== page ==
If your AM routine includes popping a supplement, you’re not alone – nearly 43 per cent of Aussies take them, according to a Roy Morgan report. The industry shows no signs of slowing, with pros predicting it’ll to be worth more than $370 billion by 2024. So, what’s the appeal?
“Everyone is after that way to be a little bit healthier and feel better, fresher, less tired,” says Dr Derek Muller, a scientist, filmmaker and the man behind popular science YouTube channel Veritasium. “We all have very busy schedules and it’s easy to get run down, so if anything offers that extra little boost, I think we go for it. So, I can completely understand the interest in these products.
“[The industry] is huge and it’s only growing, so I expect in five or 10 years it’s likely to be double the size it is now. That’s why it’s worth asking: what are we getting out of this?”
This question drives Muller’s new documentary Vitamania: the sense and nonsense of vitamins, which sees him tap up leading experts and travel the globe – the US, Oz, even the Arctic Circle in Norway – to discover the history and science behind vitamins as well as those supps in your cupboard.
A vitamin that really surprised Muller on his journey is one that’s packed into that sweet potato you just chowed down. Or that capsicum, spinach and carrot mix next to your salmon.
“There are still a number of people in the developing world, particularly kids, who don’t get enough vitamin A in their diet,” he says. “It’s typically found in yellowy-orange fruits and vegies. If you don’t get enough vitamin A, one of the symptoms is a lack of vision at night. That can get worse and worse, until you eventually go blind in the day as well. It can be deadly.
“What’s fascinating is that just a few vitamin A tablets a year – high-dose supplements – at a cost of cents or a dollar can save a child’s sight and save their life. I met this young boy in Perth and he was suffering from degrading vision. Doctors tried to figure out what was happening to his eyes for years and years, until someone finally thought to ask, ‘well, what’s he eating?’ They found that he was severely deficient in vitamin A. They gave him these high-dose supplements and restored sight in one of his eyes.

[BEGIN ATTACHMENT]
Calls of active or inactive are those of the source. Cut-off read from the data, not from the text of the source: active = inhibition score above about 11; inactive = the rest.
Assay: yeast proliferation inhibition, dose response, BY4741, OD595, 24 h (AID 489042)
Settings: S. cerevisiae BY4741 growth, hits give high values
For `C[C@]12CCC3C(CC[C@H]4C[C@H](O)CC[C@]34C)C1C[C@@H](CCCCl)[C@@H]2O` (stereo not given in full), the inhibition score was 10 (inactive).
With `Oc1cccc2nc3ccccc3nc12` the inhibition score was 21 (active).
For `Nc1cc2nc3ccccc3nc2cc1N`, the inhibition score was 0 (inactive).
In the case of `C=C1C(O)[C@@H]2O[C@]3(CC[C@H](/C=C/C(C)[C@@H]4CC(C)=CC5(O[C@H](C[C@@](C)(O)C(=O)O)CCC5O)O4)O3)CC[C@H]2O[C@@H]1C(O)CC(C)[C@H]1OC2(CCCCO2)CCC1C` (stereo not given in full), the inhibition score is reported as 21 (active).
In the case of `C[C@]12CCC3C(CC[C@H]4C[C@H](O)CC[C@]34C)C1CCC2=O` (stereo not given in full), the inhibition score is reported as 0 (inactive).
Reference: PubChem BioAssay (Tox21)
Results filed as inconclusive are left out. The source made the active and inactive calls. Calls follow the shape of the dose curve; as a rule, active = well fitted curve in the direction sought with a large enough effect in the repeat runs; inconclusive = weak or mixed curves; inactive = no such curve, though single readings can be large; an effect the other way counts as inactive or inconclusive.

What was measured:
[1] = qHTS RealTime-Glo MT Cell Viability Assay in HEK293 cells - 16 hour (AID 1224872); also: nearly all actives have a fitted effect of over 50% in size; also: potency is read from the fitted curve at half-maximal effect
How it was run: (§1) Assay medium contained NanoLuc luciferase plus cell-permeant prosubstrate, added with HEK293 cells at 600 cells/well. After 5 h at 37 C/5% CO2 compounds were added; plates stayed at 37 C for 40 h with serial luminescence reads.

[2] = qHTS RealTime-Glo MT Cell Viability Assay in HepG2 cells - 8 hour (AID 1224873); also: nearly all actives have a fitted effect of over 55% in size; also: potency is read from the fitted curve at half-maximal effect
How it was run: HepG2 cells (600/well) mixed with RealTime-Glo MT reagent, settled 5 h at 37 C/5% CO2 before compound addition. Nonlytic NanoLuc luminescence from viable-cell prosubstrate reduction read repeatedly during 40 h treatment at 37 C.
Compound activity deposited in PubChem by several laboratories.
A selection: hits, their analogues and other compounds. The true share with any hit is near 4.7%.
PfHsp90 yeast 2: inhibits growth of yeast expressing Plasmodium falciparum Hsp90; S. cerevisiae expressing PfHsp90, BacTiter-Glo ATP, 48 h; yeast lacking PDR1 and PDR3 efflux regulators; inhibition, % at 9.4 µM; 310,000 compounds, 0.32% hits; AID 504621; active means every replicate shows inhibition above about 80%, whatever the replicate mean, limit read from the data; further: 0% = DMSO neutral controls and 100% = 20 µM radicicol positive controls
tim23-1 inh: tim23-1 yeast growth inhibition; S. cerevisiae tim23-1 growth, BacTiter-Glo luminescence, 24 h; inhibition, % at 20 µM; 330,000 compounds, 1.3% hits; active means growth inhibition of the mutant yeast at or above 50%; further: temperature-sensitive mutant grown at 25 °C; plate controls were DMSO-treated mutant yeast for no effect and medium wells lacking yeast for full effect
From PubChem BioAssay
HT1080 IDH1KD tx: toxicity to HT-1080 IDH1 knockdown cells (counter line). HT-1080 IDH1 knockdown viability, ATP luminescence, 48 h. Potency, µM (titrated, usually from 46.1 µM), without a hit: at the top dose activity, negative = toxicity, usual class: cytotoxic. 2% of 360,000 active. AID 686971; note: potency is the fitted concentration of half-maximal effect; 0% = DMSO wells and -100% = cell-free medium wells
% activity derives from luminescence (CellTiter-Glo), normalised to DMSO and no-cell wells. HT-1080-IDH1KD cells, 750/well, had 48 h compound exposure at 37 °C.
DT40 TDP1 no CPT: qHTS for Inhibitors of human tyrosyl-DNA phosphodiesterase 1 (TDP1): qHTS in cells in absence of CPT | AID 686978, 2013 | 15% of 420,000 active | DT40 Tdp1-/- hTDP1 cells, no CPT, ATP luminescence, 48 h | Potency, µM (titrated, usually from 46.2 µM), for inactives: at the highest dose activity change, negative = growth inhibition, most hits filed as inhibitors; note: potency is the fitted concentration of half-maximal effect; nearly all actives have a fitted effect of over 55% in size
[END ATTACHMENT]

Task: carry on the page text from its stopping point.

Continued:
“It’s remarkable what lack of a single molecule can do to us. I think that’s maybe one of the most surprising things, is that 13 vitamins are so essential to us functioning normally in our lives. It’s sort of incredible.”
It’s this new appreciation of the power of vitamins and nutrients that has Muller prioritising his plate above anything else. “Unless your doctor is prescribing [any supplements], chances are you should think more about your diet than your pills. That would be one of my big takeaways.
“When I started making a film about vitamins, I immediately thought of bottles of pills and, when I had a cold, my mum giving me vitamin C and echinacea and zinc and all those supposed remedies and things. And after doing this documentary, my sense is really to eat better. More vegetables, more fruits, making sure you have a good serving of fish here and there, and eating some nuts. Just really varying the diet and trying to eat a diverse range of those sorts of foods.
“In an apple there’s something like 1000 phytochemicals, so there are all these micronutrients. There’s so much more in food than we understand at the moment, and maybe more than we can ever understand. So, the right approach to having a really healthy body I think is in large part having a healthy diet. I think that’s really the best thing that anyone can do.”
Vitamania will be televised on Sunday, August 12 on SBS at 8.30pm and will be available on SBS On Demand straight after.